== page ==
After the Boer War, one of the outcomes of the 1903 Royal Commission was to restructure the battalion to a format of 4 companies, each divided into 4 platoons, each of which in turn was formed of 4 sections. It was found that the Lt. Colonel could better command four sub-units (ie. his companies) rather than eight, while his company commanders could also manage four sub-units (ie. their platoons) and so on. The restructuring also meant that Subalterns commanded smaller unit sizes than previously (ie. a platoon of c.30 men vs a half-company of c.50–60 men).[i]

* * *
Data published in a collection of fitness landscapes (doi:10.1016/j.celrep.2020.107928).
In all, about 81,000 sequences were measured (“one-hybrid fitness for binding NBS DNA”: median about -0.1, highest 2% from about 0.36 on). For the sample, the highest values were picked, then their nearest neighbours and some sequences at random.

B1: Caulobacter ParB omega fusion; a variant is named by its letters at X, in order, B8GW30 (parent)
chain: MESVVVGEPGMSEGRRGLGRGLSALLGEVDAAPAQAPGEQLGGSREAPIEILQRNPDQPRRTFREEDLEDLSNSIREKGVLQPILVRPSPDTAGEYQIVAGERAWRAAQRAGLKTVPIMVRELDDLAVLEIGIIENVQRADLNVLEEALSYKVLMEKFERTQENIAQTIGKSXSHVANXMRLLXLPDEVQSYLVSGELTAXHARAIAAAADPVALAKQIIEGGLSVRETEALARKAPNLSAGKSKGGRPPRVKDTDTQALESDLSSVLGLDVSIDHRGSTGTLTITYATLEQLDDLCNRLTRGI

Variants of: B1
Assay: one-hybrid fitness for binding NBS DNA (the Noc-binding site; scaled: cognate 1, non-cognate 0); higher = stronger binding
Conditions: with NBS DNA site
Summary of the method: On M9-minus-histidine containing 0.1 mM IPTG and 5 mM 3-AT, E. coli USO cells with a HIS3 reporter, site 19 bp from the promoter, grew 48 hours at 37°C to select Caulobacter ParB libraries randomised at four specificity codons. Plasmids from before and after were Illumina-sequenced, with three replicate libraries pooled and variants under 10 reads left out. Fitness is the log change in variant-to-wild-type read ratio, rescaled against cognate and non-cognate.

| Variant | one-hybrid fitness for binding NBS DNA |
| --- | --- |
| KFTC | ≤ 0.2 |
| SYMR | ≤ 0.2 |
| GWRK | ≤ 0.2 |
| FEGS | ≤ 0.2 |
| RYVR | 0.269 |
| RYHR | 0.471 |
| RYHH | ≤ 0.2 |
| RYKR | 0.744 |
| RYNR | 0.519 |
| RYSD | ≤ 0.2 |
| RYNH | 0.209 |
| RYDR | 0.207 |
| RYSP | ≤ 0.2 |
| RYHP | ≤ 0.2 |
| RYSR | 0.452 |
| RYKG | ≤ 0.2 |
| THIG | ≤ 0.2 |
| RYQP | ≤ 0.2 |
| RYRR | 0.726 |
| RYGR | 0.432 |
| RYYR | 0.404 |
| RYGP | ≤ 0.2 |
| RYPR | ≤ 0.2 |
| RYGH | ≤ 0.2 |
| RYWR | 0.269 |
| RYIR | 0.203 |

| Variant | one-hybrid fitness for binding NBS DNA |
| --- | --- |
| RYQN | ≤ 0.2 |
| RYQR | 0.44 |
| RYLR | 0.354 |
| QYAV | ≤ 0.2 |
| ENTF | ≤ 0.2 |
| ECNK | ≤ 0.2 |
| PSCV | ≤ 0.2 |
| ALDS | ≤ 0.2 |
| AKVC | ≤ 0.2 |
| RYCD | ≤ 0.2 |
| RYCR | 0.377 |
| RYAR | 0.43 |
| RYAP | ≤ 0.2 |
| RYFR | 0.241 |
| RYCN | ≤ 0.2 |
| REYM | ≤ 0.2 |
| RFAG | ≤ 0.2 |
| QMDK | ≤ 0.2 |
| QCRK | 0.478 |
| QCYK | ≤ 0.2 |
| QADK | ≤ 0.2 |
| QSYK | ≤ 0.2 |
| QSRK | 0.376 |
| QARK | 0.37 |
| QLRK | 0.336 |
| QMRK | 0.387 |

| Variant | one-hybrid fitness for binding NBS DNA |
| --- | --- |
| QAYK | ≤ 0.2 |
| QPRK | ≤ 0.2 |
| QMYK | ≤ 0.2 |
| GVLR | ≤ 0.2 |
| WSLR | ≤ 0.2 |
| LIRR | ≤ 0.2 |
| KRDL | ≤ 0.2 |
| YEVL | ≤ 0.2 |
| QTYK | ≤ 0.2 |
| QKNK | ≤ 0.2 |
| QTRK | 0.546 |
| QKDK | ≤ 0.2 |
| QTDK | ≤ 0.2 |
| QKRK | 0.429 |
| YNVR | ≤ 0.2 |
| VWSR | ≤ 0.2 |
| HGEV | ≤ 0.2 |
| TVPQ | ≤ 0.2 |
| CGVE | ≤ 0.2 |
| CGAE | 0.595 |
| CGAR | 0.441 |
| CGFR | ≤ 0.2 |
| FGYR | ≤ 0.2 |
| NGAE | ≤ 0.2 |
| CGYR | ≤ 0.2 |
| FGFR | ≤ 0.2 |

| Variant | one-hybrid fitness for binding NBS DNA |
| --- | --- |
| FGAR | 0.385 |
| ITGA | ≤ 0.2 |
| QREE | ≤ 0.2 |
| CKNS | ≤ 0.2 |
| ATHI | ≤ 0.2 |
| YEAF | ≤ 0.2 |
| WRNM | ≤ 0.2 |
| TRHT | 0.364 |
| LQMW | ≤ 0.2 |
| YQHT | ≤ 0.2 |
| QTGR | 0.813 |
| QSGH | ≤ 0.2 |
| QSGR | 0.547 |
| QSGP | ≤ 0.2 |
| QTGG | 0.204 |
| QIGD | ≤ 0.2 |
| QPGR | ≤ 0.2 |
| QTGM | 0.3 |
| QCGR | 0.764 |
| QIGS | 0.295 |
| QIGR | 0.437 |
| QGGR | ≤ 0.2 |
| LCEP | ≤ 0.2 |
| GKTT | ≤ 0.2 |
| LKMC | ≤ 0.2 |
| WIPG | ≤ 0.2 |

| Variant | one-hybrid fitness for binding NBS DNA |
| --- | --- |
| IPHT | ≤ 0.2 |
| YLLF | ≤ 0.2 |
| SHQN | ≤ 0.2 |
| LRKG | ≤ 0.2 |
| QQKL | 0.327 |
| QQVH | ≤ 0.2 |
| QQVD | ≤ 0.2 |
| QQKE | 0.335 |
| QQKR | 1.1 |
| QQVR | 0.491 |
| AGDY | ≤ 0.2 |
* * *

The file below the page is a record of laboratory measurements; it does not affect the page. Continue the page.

Unlike in some other armies (and the British cavalry[ii]), a ‘Regiment’ was / is not an operational military unit in British infantry terms – it was (and remains) more of an administrative concept, with most (though not all) infantry regiments of the period having two regular (ie. full time) battalions, and usually two or occasionally three militia (ie. part time) battalions. These battalions were not, however, all brought together to fight as a ‘regiment’ in times of war. Instead, following the Childers Reforms of the 1880s, the idea was that one regular battalion of any given regiment would be overseas on deployment, with the other at home (acting almost as a recruitment / training depot), and that these would switch out every few years. The ‘paper’ establishments were given as 801 all ranks for the Home Service battalion and 1012 all ranks for the one on Foreign Service, though this was rarely the case in reality. In a war situation, reservists would be called back to the Colours to bring the regular battalions up to full strength – especially if the battalion on home service needed to be deployed overseas in an emergency (as was the case in the Boer War).